International E-publication: Publish Projects, Dissertation, Theses, Books, Souvenir, Conference Proceeding with ISBN.  International E-Bulletin: Information/News regarding: Academics and Research

A quantitative analysis of social and economic development among Indian states

Author Affiliations

  • 1HARSAC, CCS Haryana Agricultural University Campus, Hisar-125004, India

Int. Res. J. Social Sci., Volume 10, Issue (2), Pages 16-26, April,14 (2021)


Economic growth has a direct relationship with social development of a country as a whole. But the growth of economy is not always equitable to its social counterparts and often the development is concentrated in some areas/regions. The quantification of social progress is much complex and combination of multiple paramaters as compared to the economic development, which has several well-defined of mesurement creterias across the world. The present paper is an effort to quantify the social progress made by the states of India with respect to their economic growth. The common trend observed that the states with larger economy leads to achieve higher social progress. Though some states having meager economy, performed moderately in social front. Kerala is the best example of it, as the state having comparatively lower NSDP, scored top in social progress. Other notable progress on social front has been done by the states like Tamil Nadu, Himachal Pradesh, Uttarakhand, Punjab and Sikkim. Though such analyses require a long term time-series data on varous parameters to find out the causal relationship between economic growth and social progress. Moreover, higher economic growth is not always contributing the social progress equally for every region/sectors of the society. The paper presents a detailed compilation of some socio-economic paramaters including GDP per capita, its growth rate, unemployment rate, poverty line population in rural/urban areas, human development index and their distribution across the states. The information presented in the paper is a dispersal outline of above mentioned parameters in readily available module, which could be used as a reference by the stakeholders and administrator/planners for their valued judgement and assessment.


  1. Shobha, K. and Ambiga, D.P. (2014)., Inter-state disparities in India: Linkages between human development and economic indicators., Journal of Global Economics, 2(3), 1-3.
  2. Bhattacharyya, S; Burman, R.R. and Paul, S. (2019)., The concept of measuring happiness and how India can go the Nordic way., Current Science, 116(1), 26-28.
  3. Helliwell, J., Layard, R. and Sachs, J.D. (2018)., World Happiness Report 2018., Sustainable Development Solutions Network, New York. https://s3.amazonaws. com/happiness-report/2018/WHR_web.pdf accessed on 10.10.2020.
  4. Nandy, S.N. (2019)., Development disparities in India: an inter-state and intra-state comparison., Journal of Land and Rural Studies, 7(2), 99-120. DOI: 2321024919844407.
  5. Pal, P. and Ghosh, J. (2007)., Inequality in India: A survey of recent trends., DESA Working Paper No. 45 ST/ESA/2007/DWP/45. UN Department of Economic and Social Affairs, pp. 30.
  6. Dreze, J. and Sen, A. (1999)., India: Economic Development and Social Opportunity., OUP Catalogue, Oxford University Press (No. 9780198295280).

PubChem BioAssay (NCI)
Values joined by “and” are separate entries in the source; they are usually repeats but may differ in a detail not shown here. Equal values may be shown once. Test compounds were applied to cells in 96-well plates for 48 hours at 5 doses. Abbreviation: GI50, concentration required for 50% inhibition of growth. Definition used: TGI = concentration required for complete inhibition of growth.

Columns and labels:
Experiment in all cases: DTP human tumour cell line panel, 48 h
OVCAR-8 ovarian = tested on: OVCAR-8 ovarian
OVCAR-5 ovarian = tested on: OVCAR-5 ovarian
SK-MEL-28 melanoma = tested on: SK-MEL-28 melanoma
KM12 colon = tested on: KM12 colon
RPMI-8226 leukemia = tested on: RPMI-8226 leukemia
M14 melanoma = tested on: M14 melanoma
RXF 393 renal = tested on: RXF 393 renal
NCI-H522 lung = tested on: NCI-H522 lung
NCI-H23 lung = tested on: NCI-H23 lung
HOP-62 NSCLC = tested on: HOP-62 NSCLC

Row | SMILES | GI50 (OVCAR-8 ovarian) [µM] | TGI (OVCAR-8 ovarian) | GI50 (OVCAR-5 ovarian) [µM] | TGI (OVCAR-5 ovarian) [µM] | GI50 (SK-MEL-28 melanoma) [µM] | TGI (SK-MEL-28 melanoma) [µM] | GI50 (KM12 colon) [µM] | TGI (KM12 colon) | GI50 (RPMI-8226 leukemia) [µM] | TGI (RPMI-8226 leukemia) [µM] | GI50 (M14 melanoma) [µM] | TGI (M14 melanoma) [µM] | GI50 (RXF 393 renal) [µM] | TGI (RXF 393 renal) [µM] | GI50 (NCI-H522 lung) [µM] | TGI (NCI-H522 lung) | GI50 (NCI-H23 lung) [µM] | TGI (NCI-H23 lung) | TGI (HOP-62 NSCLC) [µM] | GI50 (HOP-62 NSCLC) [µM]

7. Akbar, K. (2011)., Relationship between GDP and Human Development Indices in India., Society of interdisciplinary Business Research, Conference on Interdisciplinary Business Research, Bu Ali Sina University. DOI: http://
  8. Das, A. (1999)., Socio-economic development in India: a regional analysis., Development and Society, 28(2), 313-345.
  9. Ohlan, R. (2013)., Pattern of Regional Disparities in Socio-economic Development in India: District Level Analysis., Social Indicators Research, 114(3), 841-873.
  10. Pal, S.K. (1998)., Statistics for geoscientists: techniques and applications., Concept Publishing Company, New Delhi, pp. 610.
  11. State of Indian Agriculture (2016)., Ministry of Agriculture & Farmers Welfare., Government of India, New Delhi, pp. 280.
  12. Labour Bureau Report (2016)., Ministry of Social Justice & Employment., Government of India, New Delhi.
  13. Kapoor, R. (2013)., Inequality matters., Economic and Political Weekly, XLVIII(2), 58-65.
  14. Nandy, S.N. (2014)., Road infrastructure in economically under-developed North-east India: a district level study., Journal of Infrastructure Development, 6(2), 131-144. DOI:
  15. Porter, M.E., Stern, S. and Green, M. (2014)., Social Progress Index 2014., Social Progress Imperative, Washington DC. Deloitte/cr/Documents/public-sector/2014-Social-Progress-IndexRepIMP.pdf accessed on 10.10.2020.
  16. Kapoor, A., Kapoor, M. and Lrylova, P. (2017)., Social Progress Index: States of India 2005-2016., Institute for Competitiveness, Gurugram. Pp 34.
  17. Kapoor, A. and Yadav, C. (2016)., Business Standard publication on 13.12.2016., retrieved from http://www. ented-indiaalternate-model-of-development-column-active voice-116121300201_1.html.
  18. Mundle, S., Chowdhury, S. and Sikdar, S. (2016)., Government performance of Indian states 2001-02 and 2011-12., NIPFP working paper no. 164, National Institute of Public Finance and Policy, New Delh, pp. 35.
  19. Chatterjee, A., Chakrabarty, A.S., Ghosh, A., Chakraborty, A., and Nandi, T.K. (2016)., Invariant features of spatial inequality in consumption: The case of India., Physica A: Statistical Mechanics and its Applications, 442,
  20. Ministry of Finance, Government of India (2013)., Report of the committee for evolving composite development index of states., pp. 49.